The 70’s and 80’s were a seminal period for New York street art, with a number of noteworthy artists emerging at the time. Amongst them was Al Diaz. Originally, Diaz cut his teeth on the New York subway aged 12 - tagging trains as ‘Bomb-One’. It was a competitive pursuit; with each kid attempting to outdo the other by plastering their name across the city. Diaz found this to be unfulfilling, and wanted to turn his hands to something more significant.



This took Diaz to the chapter that he is perhaps best known for - his ‘SAMO©’ works. A collaborative project with long-time friend Jean-Michel Basquiat. Joyously provocative, the graffiti was social commentary told with wit and humour. SAMO© was equal parts poetry, sarcasm and political activism. It was instantly recognisable and could be seen all over the walls of lower Manhattan between 1977 and 1979. In his own words, “We were doing something completely new to graffiti culture, but not to the planet. To us it wasn’t so different from people writing political statements on the walls of ancient Rome.”



As the 80’s rolled around Basquiat and Diaz began to drift apart. Jean-Michel found his way into Andy Warhol’s inner circle and began his rise to infamy amongst the art world, whilst Diaz preferred to operate behind the spotlight. Unfortunately, during this period both young artists suffered from an addiction to heroin. Ultimately, this looming shadow took Basquiat’s life prematurely, an event that shook Diaz. Eventually, in the mid 90’s, he retreated to Puerto Rico in order to re-align his life, get sober and find some steadiness.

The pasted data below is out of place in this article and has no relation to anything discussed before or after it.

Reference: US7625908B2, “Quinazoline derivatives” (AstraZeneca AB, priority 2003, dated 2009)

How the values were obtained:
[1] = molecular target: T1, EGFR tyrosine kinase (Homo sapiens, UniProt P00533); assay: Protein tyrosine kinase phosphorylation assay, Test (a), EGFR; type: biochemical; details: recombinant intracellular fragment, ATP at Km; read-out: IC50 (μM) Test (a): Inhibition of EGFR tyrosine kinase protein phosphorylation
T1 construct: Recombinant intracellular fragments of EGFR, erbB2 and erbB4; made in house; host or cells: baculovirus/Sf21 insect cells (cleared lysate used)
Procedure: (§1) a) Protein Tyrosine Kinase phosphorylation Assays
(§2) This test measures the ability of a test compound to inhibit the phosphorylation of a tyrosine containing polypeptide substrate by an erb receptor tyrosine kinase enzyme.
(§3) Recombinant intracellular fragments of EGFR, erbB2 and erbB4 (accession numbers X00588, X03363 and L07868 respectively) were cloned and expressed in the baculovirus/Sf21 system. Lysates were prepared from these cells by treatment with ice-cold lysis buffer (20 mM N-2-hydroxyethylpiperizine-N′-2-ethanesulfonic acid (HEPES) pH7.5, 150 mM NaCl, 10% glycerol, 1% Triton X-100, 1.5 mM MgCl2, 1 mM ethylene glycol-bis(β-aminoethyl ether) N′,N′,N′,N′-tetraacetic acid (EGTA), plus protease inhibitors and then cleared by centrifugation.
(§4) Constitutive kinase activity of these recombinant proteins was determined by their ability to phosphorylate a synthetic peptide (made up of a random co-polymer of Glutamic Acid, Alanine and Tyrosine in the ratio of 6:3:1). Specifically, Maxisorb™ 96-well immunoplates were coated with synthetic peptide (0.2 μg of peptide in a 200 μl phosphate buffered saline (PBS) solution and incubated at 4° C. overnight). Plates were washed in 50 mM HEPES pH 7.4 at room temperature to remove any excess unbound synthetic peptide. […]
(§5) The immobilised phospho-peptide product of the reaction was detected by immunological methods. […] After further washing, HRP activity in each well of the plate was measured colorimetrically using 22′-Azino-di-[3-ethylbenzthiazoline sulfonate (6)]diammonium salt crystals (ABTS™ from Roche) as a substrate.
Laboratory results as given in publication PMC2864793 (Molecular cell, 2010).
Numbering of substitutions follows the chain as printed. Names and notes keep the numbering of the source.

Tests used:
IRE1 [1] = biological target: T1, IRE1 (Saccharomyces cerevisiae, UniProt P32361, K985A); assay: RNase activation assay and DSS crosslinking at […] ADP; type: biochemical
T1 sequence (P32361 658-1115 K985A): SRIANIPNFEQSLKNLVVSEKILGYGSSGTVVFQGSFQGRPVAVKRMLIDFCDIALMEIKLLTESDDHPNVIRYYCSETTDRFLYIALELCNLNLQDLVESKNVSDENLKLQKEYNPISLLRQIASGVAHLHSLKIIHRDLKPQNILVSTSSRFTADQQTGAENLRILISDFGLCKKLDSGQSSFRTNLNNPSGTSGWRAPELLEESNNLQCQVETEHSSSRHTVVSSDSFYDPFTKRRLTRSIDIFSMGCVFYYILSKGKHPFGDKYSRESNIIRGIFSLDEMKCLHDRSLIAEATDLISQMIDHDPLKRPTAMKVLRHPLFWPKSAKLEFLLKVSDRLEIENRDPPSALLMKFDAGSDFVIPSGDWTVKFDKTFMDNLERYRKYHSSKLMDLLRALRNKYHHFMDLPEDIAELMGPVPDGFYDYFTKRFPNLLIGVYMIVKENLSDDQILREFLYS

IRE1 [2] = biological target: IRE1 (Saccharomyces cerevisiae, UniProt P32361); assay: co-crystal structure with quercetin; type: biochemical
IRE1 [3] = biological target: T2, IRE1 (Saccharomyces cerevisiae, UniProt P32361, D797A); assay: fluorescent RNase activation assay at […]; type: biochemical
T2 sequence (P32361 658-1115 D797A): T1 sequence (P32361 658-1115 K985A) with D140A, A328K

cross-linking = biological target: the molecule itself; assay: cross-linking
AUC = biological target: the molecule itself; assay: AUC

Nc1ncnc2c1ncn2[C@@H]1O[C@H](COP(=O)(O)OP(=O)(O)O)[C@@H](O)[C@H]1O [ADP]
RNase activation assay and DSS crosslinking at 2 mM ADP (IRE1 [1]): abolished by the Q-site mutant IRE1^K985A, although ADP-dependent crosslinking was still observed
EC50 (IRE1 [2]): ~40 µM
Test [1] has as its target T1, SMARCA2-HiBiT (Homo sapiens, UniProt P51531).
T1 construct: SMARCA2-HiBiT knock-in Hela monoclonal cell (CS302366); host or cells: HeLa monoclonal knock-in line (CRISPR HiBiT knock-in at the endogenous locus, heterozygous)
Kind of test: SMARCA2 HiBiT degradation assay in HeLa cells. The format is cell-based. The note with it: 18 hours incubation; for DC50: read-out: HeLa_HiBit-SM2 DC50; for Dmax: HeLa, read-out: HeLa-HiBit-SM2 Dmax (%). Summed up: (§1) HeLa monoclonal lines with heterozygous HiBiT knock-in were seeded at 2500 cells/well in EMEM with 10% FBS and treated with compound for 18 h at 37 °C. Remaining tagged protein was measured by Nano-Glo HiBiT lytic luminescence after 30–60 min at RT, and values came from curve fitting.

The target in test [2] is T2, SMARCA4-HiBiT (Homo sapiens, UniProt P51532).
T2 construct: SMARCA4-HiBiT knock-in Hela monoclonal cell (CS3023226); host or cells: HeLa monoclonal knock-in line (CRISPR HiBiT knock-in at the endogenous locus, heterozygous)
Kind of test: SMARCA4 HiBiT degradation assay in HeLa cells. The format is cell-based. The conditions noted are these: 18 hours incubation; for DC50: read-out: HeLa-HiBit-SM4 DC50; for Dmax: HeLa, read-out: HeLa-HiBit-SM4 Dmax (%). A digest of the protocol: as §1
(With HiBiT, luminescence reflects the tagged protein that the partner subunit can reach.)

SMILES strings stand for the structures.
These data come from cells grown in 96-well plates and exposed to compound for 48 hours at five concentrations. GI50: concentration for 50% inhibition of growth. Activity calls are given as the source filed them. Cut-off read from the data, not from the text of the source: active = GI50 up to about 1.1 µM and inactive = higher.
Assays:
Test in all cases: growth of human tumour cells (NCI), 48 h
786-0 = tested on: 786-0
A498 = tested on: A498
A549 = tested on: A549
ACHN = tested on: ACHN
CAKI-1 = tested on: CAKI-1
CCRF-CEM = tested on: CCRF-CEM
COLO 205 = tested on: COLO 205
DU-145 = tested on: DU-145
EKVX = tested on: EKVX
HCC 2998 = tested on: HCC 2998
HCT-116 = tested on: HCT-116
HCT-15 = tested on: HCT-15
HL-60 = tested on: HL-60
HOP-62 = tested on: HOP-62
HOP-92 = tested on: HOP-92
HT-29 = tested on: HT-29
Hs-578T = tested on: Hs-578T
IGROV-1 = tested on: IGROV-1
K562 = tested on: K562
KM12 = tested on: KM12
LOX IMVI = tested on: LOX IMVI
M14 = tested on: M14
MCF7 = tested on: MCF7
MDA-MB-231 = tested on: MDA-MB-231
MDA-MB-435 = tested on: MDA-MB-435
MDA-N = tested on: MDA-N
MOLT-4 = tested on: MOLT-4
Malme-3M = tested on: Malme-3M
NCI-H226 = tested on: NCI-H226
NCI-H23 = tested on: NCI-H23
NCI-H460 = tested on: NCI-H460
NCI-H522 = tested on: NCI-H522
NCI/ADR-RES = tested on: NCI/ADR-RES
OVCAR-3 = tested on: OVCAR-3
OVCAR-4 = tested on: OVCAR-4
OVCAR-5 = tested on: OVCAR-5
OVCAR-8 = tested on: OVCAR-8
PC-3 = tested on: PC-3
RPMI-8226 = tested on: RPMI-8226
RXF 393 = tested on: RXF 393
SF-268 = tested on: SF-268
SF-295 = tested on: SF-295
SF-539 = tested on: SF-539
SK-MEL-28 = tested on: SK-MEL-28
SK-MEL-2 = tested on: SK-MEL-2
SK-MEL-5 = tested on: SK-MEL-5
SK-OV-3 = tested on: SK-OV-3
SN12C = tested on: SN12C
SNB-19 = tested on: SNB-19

It was in 2011, after visiting rehab following a relapse, that Diaz began to find his artistic footing again. He collected a number of wet paint signs from the New York subway and cut the letters up; re-forming them into a collage of sorts that he would then re-display across train stations. SAMO© also saw a rebirth during the 2010’s, as a push-back against the election of Donald Trump; a way for Diaz to voice his political displeasure with the same irreverence as he did in the late 70’s.



In the last few years Diaz’ stock has risen exponentially; whilst he was already a respected name in the minds of street art fans, he is now gaining mainstream momentum. There is significant demand for SAMO© and WET PAINT works; as outlined by the numerous galleries that have exhibited various works by Diaz across New York. An exciting live collaboration between Diaz and UK based artist Schoony took place in Manhattan at ‘NYC via LDN’, hosted by Distassi Art and Contra Galleries. A SAMO© tag was added to Schoony’s ‘Boy Soldier’, alongside WET PAINT lettering to create a unique one of one work.



The D'Stassi Art team